To make sure I’m understanding correctly, are you saying child protective services should not be the ones responding to neglect charges?
I do not think they should be handling neglect charges. I think that some other agency that’s not connected to the stigma of having a CPS case should respond. Whatever support we put in place, it needs to be untethered from the institution of child protective services.
I’m not saying we shouldn’t help these families. I’m saying the child protective services is not the agency to handle neglect cases that have to do with poverty.
New York State law, as of 2021, requires implicit bias training for mandatory reporters. Does that rule go far enough to mitigate some of these problems?
I don’t think it goes far enough. You can’t just do a training and call it a day. You have to have something in place so that when people are making decisions, you can check whether or not this decision was made because of some unseen bias. For example, ‘Oh, this child’s parent has been involved with the carceral system. Go ahead and report this one.’ That’s how people continue to cycle in between these harmful punitive systems.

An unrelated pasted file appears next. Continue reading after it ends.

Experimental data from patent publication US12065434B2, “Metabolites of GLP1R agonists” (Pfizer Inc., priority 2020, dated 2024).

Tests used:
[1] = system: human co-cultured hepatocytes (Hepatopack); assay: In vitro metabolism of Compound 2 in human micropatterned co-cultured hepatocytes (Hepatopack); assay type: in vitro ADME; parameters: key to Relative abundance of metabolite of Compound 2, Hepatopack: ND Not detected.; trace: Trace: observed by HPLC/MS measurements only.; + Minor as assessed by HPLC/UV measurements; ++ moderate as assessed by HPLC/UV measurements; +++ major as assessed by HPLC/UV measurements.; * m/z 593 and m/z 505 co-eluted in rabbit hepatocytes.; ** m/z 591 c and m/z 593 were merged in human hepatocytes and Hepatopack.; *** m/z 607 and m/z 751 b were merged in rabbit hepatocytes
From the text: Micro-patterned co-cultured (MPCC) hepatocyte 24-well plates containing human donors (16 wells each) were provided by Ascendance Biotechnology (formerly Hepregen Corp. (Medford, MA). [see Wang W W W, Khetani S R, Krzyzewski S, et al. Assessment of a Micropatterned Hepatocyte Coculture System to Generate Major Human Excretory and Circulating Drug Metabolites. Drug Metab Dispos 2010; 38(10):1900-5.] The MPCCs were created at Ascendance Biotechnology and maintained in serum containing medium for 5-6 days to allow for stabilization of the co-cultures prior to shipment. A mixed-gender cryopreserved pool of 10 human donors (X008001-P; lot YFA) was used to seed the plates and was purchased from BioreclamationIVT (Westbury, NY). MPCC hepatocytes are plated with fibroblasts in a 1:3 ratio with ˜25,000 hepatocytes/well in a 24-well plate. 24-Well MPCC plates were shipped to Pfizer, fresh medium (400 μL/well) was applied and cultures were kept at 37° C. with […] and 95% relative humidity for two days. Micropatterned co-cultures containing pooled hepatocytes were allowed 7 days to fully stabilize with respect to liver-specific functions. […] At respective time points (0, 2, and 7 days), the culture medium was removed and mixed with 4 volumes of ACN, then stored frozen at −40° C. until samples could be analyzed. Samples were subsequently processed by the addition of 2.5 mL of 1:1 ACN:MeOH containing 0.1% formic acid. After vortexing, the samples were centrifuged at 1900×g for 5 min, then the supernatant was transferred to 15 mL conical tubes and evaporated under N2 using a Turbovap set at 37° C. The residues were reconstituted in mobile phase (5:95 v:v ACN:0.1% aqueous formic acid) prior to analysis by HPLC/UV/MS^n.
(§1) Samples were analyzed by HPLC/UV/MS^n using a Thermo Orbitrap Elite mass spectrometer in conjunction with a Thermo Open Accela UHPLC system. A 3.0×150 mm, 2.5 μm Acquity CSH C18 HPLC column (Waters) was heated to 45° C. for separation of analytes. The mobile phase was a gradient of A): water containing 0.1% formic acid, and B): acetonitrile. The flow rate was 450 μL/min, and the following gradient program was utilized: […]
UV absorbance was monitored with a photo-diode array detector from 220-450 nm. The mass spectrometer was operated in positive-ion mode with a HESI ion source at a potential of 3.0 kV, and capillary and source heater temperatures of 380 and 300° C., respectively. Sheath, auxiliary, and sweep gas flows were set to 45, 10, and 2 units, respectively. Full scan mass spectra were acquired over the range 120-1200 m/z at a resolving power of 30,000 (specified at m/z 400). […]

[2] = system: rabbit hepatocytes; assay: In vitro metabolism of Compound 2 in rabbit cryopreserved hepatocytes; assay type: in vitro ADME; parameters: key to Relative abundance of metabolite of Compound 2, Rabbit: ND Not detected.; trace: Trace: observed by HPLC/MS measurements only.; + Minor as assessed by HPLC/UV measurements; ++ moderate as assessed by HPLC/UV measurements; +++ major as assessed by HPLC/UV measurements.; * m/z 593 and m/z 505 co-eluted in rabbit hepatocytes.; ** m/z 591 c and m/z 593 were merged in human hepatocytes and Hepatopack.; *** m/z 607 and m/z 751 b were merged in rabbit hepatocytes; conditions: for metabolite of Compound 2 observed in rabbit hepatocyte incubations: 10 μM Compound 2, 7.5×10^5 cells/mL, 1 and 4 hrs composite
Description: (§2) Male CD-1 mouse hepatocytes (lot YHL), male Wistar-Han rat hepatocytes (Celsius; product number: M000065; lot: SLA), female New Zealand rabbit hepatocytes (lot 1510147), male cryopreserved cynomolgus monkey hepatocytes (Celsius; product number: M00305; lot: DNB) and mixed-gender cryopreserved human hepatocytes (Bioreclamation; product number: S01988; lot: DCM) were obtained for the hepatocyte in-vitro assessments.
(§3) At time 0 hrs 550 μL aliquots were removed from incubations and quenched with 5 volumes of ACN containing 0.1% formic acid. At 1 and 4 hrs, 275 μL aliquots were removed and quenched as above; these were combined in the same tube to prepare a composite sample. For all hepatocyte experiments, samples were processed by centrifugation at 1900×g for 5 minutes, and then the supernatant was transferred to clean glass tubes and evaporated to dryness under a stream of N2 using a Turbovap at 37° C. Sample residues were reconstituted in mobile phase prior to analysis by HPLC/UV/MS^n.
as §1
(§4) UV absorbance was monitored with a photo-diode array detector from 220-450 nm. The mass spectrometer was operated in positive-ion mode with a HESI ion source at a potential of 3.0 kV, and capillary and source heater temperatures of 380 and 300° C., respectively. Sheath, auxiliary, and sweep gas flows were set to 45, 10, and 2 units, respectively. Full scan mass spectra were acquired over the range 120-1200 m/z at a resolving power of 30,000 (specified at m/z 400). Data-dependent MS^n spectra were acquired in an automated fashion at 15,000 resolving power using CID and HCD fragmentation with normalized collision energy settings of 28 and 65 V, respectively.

We have our own Western idea of what safety and family well-being means and it’s all from a deficit lens. Rarely do we look at family dynamics and functioning from a strength-based perspective. I interview a lot of moms for my research and all of them say, ‘We love our children, but we needed help.’
It’s a really serious problem and the racial disproportionality is going to continue (because impoverished parents have no choice but to rely on the government for welfare). Black children are highly disproportionately involved with the child welfare system and before Black children, Native kids have the highest disproportionality of involvement. People don’t even pay attention to that.
Interesting. I didn’t know that.
The highest is Native American children, then Black children, then Latino children. White children are not overly represented in the system.